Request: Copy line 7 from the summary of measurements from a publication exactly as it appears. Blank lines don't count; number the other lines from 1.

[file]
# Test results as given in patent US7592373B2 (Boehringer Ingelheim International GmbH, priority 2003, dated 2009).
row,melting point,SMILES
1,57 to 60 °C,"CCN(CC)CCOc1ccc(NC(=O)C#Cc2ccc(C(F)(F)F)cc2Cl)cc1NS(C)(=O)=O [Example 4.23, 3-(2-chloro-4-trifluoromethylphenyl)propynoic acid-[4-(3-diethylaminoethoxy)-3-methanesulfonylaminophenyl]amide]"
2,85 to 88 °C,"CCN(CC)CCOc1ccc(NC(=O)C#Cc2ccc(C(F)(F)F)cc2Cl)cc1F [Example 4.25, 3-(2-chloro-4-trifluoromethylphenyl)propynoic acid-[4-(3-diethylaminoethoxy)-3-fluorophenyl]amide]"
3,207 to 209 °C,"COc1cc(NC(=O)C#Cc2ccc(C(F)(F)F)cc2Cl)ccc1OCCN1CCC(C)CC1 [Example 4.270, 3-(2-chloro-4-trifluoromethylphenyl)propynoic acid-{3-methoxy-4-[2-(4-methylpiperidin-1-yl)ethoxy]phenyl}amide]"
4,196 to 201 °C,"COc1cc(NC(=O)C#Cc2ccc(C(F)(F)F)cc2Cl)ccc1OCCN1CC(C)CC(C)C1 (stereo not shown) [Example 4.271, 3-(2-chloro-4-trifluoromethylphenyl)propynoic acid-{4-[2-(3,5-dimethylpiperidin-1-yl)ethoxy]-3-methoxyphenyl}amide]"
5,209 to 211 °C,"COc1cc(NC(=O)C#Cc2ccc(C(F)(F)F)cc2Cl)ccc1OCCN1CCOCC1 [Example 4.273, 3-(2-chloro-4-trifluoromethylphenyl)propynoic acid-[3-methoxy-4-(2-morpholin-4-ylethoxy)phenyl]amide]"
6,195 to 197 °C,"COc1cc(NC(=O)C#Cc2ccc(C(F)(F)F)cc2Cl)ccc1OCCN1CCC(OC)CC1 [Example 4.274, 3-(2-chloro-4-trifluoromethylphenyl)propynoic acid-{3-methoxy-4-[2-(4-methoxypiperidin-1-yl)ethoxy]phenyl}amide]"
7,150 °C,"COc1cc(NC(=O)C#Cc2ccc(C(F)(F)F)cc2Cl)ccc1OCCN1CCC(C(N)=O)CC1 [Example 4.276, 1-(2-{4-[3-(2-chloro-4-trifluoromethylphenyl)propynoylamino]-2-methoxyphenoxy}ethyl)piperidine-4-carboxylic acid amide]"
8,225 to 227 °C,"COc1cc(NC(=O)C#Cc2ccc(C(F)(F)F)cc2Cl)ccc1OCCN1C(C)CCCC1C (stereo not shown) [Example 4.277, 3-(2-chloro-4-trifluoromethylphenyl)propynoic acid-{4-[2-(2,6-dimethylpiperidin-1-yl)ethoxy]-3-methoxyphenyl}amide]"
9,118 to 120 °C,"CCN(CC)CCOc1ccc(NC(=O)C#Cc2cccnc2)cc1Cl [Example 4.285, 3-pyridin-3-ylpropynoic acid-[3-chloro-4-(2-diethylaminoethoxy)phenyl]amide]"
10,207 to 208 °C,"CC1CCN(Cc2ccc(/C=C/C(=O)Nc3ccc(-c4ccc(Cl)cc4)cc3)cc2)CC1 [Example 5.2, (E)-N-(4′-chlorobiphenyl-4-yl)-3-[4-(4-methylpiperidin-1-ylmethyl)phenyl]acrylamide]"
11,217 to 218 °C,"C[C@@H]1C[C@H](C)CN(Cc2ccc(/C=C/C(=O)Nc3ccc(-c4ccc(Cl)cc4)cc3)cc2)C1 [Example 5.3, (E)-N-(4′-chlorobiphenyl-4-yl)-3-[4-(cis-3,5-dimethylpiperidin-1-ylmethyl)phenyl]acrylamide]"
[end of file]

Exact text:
5,209 to 211 °C,"COc1cc(NC(=O)C#Cc2ccc(C(F)(F)F)cc2Cl)ccc1OCCN1CCOCC1 [Example 4.273, 3-(2-chloro-4-trifluoromethylphenyl)propynoic acid-[3-methoxy-4-(2-morpholin-4-ylethoxy)phenyl]amide]"